By Eddie López
As a follow-up to my previous post (“Scoping a Dissertation: A Tech and Narrative Lab Story”), I wanted to post an update here on some of the initial findings from my dissertation work. Granted, it is only a partial illustration of the first part of my data collection design, but even so, I really wanted to share this because of the narrative that has begun to emerge. I think it is pretty telling… and I am also very excited to see where it takes me in the remainder of my dissertation work.
Dissertation synopsis and overview.
My dissertation, Young adult relationship dynamics with Instagram, revolves around the idea that Instagram, as a medium, changes the relationship formation and maintenance process relative to the in-person norm. Moreover, there are characteristics unique to this type of medium that create unintended, negative user-effects. Consequently, this leads us towards the topic of relationship dynamics – both user-to-user, and user-to-platform.
One of my first goals in studying this topic was to understand the current state of user-to-user and user-to-platform relations. I wanted to set myself a basis for how users currently interact, the type of pressures they may or may not feel, how they feel the platform impacts them, and so on and so forth.
For this initial understanding, I elected to run a 385-participant survey via the research platform Prolific, and then used RAND’s external survey platform as the survey engine. For reasons not discussed here (though definitely discussed in my dissertation), the targeted demographic was people who were 18 to 22 years of age, were of U.S. nationality, and were current, Instagram users. The survey was built around three main section of questions, with those being “social comparison and dynamics” (presented in a 5-point Likert scale format), “mental health” (presented in a 5-point Likert scale format), and a series of follow-up questions (presented in a “Yes / No” format). For today’s post, we will be looking at the total participant response via bar graph visualizations.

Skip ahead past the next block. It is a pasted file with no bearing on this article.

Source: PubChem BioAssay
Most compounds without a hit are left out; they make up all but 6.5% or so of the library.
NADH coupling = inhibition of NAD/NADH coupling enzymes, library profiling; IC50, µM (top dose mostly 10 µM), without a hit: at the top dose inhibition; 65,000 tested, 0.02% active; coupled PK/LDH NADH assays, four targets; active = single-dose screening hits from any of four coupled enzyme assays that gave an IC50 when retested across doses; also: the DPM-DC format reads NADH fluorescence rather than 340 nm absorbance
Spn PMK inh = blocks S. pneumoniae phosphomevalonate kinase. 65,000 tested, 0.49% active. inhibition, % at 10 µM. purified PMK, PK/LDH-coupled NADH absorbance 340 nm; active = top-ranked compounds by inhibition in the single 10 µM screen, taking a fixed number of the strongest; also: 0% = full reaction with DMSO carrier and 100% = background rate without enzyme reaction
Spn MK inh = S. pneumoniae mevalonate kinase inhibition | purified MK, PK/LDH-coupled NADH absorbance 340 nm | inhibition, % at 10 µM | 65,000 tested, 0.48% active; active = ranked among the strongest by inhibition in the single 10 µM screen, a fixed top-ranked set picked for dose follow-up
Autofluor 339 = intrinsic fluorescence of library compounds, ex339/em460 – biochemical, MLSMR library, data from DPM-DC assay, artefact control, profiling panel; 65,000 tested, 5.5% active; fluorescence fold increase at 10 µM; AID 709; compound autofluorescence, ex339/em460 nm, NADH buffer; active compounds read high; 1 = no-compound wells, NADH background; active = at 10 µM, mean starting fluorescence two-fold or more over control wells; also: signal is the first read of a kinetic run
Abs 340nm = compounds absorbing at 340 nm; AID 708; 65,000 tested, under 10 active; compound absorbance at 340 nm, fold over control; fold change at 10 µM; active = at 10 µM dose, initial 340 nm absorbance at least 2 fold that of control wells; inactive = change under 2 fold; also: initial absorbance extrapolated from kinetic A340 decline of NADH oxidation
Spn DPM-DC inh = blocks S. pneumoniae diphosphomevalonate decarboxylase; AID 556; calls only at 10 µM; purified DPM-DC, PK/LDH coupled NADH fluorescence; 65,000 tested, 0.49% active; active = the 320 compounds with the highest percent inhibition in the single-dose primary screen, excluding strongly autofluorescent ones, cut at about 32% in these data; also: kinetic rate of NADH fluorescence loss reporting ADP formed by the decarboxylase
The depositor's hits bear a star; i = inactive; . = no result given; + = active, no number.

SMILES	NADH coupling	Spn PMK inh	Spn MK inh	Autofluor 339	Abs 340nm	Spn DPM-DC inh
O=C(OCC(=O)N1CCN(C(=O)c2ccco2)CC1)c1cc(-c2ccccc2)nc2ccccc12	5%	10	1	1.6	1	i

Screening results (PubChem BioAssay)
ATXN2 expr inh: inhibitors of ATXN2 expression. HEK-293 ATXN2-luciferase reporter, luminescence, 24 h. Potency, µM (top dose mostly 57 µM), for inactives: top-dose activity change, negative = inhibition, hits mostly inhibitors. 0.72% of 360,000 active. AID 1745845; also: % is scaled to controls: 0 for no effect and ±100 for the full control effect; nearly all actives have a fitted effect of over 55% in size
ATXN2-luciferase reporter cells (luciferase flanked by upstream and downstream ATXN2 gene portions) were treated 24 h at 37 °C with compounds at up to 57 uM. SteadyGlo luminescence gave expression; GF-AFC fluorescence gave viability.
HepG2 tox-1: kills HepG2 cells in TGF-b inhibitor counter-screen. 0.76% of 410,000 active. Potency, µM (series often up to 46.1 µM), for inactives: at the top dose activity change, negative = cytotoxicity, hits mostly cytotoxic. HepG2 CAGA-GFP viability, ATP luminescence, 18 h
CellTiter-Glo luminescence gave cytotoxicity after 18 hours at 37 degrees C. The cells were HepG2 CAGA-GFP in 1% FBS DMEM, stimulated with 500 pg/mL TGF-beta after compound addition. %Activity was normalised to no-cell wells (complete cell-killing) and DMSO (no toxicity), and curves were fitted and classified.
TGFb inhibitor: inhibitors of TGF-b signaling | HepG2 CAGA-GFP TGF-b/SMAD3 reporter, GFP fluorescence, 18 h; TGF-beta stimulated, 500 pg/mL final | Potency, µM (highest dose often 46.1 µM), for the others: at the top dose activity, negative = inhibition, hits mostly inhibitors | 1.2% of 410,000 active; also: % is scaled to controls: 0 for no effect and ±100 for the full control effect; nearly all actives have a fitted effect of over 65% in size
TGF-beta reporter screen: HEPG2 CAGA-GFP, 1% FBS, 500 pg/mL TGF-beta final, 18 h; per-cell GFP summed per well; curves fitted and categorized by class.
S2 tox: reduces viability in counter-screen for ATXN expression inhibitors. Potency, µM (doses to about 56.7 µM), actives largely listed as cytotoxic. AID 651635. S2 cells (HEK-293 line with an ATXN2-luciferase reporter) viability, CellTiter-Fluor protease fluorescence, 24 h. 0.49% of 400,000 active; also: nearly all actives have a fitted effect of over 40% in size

Agreeing on Instagram’s basis and ability
When thinking about social media platforms like Instagram, I think one of the many attractions to this type of platform is that one’s friends are on it. Consequently, because the platform is a place where your friends constantly are, engaging with the platform allows one to keep up with their friends. It’s a platform set on community.
When asking our participants about this assumption, participants seemed to largely agree. This is shown in Figure 1.
Figure 1: 5-Point Likert scale response around Instagram’s mission
However, there is a difference to be made between enabling someone to keep up with their friends, and actually allowing people to keep up with their friends; it is a difference of ability versus performance. Thus, we followed up with an additional question around “performance,” and found participants largely agreed that Instagram also did a “good job” in helping them keep up with their friends. This is shown in Figure 2.
Figure 2: 5-Point Likert scale response around Instagram’s mission execution
So to recap, we have a participant pool that not only agrees that Instagram allows them to keep up with their friends, but also one that thinks Instagram does a good job in doing so. This seems promising, yes? A good ability to keep up with friends is a positive thing?? However, this is actually where our data seems to turn in the opposite direction, and where we begin crafting a more nuanced narrative.
Despite a good ability to keep up with friends, when asking users about their Instagram experience, I found the data seems to skew more neutral to negative. For example, when asking users whether Instagram had an overall, positive impact on their lives, the response is predominantly neutral. I found this to be quite contrasting to the positive emotions that are often placed around the topic of “friends,” and also thought it was noticeable how the data appeared in a near, bell curve. This is shown in Figure 3.
Figure 3: 5-Point Likert scale response around “overall, positive” user, life impact.
Unlike the bell curve response around the “overall, positive” prompt, when asked about Instagram’s ability to negatively affect them, participants largely agreed that Instagram negatively affects them at times. This is shown in Figure 4, and again seems to place tension between this response and the responses in Figures 1 and 2.